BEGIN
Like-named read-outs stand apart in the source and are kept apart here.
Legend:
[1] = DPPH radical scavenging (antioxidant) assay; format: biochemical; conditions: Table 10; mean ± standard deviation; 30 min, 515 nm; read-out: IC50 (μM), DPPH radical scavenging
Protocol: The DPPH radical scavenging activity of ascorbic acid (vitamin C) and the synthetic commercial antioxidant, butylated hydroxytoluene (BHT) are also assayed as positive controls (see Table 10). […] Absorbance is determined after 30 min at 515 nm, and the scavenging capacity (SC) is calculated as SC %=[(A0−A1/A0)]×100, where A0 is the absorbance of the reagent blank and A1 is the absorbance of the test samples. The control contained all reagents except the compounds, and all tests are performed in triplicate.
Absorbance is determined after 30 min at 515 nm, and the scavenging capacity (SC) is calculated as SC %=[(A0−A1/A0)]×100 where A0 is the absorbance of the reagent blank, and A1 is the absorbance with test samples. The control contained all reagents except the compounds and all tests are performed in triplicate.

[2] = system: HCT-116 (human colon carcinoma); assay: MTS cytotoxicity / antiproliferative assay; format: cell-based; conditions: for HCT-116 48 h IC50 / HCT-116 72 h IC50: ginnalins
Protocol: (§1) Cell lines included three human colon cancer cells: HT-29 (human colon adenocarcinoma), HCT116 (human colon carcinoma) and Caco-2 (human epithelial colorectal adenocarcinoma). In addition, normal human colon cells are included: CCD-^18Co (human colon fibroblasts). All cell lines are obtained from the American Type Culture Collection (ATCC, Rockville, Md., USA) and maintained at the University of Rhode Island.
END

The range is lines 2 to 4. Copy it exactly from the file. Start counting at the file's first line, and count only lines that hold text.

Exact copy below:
Legend:
[1] = DPPH radical scavenging (antioxidant) assay; format: biochemical; conditions: Table 10; mean ± standard deviation; 30 min, 515 nm; read-out: IC50 (μM), DPPH radical scavenging
Protocol: The DPPH radical scavenging activity of ascorbic acid (vitamin C) and the synthetic commercial antioxidant, butylated hydroxytoluene (BHT) are also assayed as positive controls (see Table 10). […] Absorbance is determined after 30 min at 515 nm, and the scavenging capacity (SC) is calculated as SC %=[(A0−A1/A0)]×100, where A0 is the absorbance of the reagent blank and A1 is the absorbance of the test samples. The control contained all reagents except the compounds, and all tests are performed in triplicate.